Metallic Inks

Printing with Metallic Inks

Metallic inks are formulated with tiny metallic flakes which “leaf” together on the printed surface as the ink dries. This leafing of the metallic flakes creates a brilliant luster. Aluminum flakes are used for silver and brass flakes are used for gold.

The gold shades are varied from reddish gold to yellowish gold by varying the metallic composition of the flake and using different tinted varnishes. Pantone Matching System (PMS) 871 to 877 basic metallic inks are pre-mixed and are formulated to run straight out of the can and will not tarnish in the can, even after a year on the shelf.

Pantone metallic colors other than PMS 871 to 877, involve mixing a basic metallic with a standard non-metallic Pantone base. These mixed metallic inks are very unstable in the can and should be run as soon as possible after being mixed. Metallic inks are softer than regular ink. They are formulated this way so the metallic flakes can “leaf out” on the printing surface to achieve the maximum brilliance.



Coated paper with good ink hold-out produces the highest metallic luster. Smooth, uncoated papers give good results with a slightly lower luster. Papers with rough surfaces prevent the tiny metallic ink pigment flakes from “leafing” together and much of the metallic effect is lost.

Fountain solution

Metallic inks do not require any special fountain solution. Avoid electrostatic fountain solutions and those containing high amounts of glycerin or glycol. These non-evaporating wetting agents can slow down drying.

Ink film thickness

Metallic inks are so opaque it is easy to run too much ink, which can overpower the dampening system. Even experienced press operators can apply too much ink inadvertently in an effort to produce the maximum metallic effect. The best way to prevent this is to start with a light image and increase the ink gradually.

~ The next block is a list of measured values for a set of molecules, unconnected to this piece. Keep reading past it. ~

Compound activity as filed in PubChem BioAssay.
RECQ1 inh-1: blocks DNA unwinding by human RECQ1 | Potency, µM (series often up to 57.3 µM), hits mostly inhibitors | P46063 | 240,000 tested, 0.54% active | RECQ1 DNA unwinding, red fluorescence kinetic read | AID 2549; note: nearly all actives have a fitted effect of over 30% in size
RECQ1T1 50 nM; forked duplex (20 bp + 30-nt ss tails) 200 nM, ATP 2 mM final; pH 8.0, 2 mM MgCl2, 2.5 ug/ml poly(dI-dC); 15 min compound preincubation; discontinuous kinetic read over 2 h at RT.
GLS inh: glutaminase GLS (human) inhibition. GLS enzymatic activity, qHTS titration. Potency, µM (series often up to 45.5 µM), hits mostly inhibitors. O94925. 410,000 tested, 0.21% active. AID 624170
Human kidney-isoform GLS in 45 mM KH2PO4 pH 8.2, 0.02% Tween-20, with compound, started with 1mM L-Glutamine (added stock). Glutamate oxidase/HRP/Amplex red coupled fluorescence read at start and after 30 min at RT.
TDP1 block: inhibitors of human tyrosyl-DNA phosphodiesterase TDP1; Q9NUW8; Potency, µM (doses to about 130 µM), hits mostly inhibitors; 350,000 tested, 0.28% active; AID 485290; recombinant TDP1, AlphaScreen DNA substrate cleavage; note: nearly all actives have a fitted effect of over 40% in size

Most Often Asked Questions About Metallic Inks

Q: My metallic inks dry fast, but sometimes when I rub my finger on the printed copy, the metallic ink rubs off. Why does this happen?

A: Some stocks, particularly cast-coated and clay-coated enamels may sometimes cause the ink varnishes to be drained into the paper coating, leaving the metal pigments on the surface of the stock without enough binder to anchor it firmly to the paper. This condition is called “chalking.” Aqueous coating should always be applied when printing with metallic inks. It will seal the sheet and prevent the metallic colors from chalking.

Q: Do you have Laser-Safe metallic inks?

A: We do not recommend any true metallic inks for use on stationery which is going to be run through a laser printer or high speed copier. The metallic flakes used to make a metallic ink get their brilliance from the “leafing” of the metallic flakes on the printed sheet. The heat and pressure of a laser printer or high speed copier can cause the metallic flakes to peel off the sheet, stick to the fuser roller or drum and be costly to repair. If you plan on running a sheet printed with metallic inks through a laser printer or high speed copier, let your sales representative know, so he can suggest an imitation metallic ink specially formulated for this type of use. Although the luster will not be the same as a traditional metallic ink, it’s as close as you can get under the circumstances.


Metallic inks do not require special roller washes, however, the metallic flake in the metallic inks are often more difficult to remove than regular ink.